“By the way, I am great at multitasking, so feel free to keep asking questions while they take pictures,” Shimsky adds with a smile.

Since she is a a mother of two, multitasking has always inevitability been a part of Shimsky’s career. Balancing a strong political presence within her district and conferring with state government with attending her daughter’s dance recitals quickly, yet unsurprisingly, became full time jobs.

“There are only so many hours in the day,” Shimsky exhales; though based on her resume one can only assume she makes use of all 24 and likes it that way. She graciously attributes half of her success to her husband of 28 years.

The two Yale sweethearts sent their oldest, Isaac, off to college last fall. One would think Shimsky, being an Ivy-league grad, would hold high expectations, not just of her children, but of all college students. With diplomas and awards littering her shelves, how could she not? Yet, she remains genuinely committed to reach this generation and their political involvement…or lack of.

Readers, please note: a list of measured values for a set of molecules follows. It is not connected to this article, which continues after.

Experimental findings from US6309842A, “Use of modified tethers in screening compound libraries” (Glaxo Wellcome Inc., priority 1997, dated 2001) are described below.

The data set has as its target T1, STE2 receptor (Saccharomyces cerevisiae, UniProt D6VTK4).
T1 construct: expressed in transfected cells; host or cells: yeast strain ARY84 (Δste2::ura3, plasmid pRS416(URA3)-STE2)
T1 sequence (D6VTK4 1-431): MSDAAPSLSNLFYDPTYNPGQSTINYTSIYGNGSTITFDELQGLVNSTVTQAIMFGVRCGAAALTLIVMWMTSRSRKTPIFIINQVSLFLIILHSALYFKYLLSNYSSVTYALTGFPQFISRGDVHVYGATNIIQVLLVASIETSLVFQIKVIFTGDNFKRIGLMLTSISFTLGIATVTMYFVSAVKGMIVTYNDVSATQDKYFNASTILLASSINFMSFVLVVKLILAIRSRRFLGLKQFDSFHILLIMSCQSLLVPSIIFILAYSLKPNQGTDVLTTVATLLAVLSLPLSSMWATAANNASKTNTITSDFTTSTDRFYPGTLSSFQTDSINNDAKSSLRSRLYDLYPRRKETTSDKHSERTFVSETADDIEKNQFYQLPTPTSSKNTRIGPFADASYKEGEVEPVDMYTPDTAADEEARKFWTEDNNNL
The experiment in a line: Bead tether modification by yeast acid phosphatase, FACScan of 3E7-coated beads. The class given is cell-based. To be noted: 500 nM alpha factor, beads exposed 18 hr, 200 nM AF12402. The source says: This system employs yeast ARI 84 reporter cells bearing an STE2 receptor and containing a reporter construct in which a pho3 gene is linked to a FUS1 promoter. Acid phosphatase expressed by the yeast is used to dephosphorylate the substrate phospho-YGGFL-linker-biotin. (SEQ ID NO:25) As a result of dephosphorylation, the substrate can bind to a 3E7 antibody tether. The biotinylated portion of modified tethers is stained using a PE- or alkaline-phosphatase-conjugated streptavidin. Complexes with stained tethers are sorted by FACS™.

“The more local the government, the less involved younger voters are. I know as college students, you are still settling as young adults. You don’t live at home anymore, and you have to learn how to fend for yourself. It’s a time for discovery,” Shimsky explains with an understanding nod, “though I hope that by visiting Mercy’s campus I can encourage younger voters to recognize the importance of county government.”

A majority of Mercy’s students may not know it, but they have already benefited from Shimsky’s feat at safer roads, highways and railroads. She allows her eyes to wander to Mercy’s packed parking lot, proudly making note that county funding provides stronger patrol of the highways and bridges as well as providing efficient emergency service training to the area.